Greg Costik gives a quick rundown here, but you can get some idea of what’s going on by reading example source code:

  BTW this is true
  BTW this is false

So, it’s one part BASIC, one part kitty slang, and 100% genuine Internet culture mutant. I look forward to object-oriented and AJAX-enabled variants: “CAN I HAS WEBMETHODZ?”

Shaping the Future

A fascinating glimpse over on Charlie’s Diary of how new technologies will change the lives of our descendants more profoundly than advances like the Internet changed ours. Choice excerpts, with pithy commentary, follow.

You know something? Keeping track of those quaint old laws about personal privacy is going to be really important. Because in countries with no explicit right to privacy — I believe the US constitution is mostly silent on the subject — we’re going to end up blurring the boundary between our Second Lives and the first life, the one we live from moment to moment. We’re time-binding animals and nothing binds time tighter than a cradle to grave recording of our every moment.

The thrust of Charlie’s essay is that the quaint old notion of privacy will face its gravest challenge not by totalitarian governments and corporations, but by a slow, inevitable cultural shift that is taking place. What child living in MySpace America truly believes that their lives are wholly their own, or ought not be shared in all their gory details?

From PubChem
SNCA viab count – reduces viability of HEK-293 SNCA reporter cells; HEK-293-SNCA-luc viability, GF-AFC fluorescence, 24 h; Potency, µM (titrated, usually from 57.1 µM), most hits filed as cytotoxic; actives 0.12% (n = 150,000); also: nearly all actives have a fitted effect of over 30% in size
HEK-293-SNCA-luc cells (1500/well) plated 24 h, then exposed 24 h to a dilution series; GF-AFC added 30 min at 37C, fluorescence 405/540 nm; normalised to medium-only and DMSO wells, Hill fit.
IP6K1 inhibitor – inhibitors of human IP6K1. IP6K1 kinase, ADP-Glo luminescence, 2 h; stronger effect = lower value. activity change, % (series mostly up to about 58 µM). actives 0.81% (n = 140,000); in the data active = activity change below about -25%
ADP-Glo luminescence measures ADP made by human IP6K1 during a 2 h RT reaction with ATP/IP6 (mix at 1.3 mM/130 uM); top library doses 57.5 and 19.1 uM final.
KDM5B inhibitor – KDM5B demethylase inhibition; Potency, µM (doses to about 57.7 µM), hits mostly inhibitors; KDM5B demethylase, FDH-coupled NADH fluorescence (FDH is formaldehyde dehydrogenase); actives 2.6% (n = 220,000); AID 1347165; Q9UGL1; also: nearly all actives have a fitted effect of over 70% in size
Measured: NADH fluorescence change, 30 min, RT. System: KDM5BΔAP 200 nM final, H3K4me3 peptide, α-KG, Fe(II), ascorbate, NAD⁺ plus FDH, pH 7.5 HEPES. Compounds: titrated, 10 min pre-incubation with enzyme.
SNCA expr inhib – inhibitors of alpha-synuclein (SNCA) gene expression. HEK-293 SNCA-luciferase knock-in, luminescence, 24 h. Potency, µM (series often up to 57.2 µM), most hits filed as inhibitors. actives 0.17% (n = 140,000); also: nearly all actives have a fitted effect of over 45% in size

As a side note, the phrase “binding time” is very expressive. I would even go so far as to call it “clinging desperately to time as it slips through our fingers”.

Total history — a term I’d like to coin, by analogy to total war — is something we haven’t experienced yet. I’m really not sure what its implications are, but then, I’m one of the odd primitive shadows just visible at one edge of the archive

Oddly, although few of us anticipate “total history” to the degree that Charlie implies, I would venture that many of the Baby Boomers’ children have the sense that we are shadows on the edge of some great change. Maybe it comes of having lived through the great transformations wrought by the advent of the Internet, of seeing a vast cultural shift pull the rug out from under our parents’ worldviews. We don’t know what’s coming, but we know it will make us obsolete.

One of the biggest risks we face is that of sleep-walking into a police state, simply by mistaking the ability to monitor everyone for even minute legal infractions for the imperative to do so.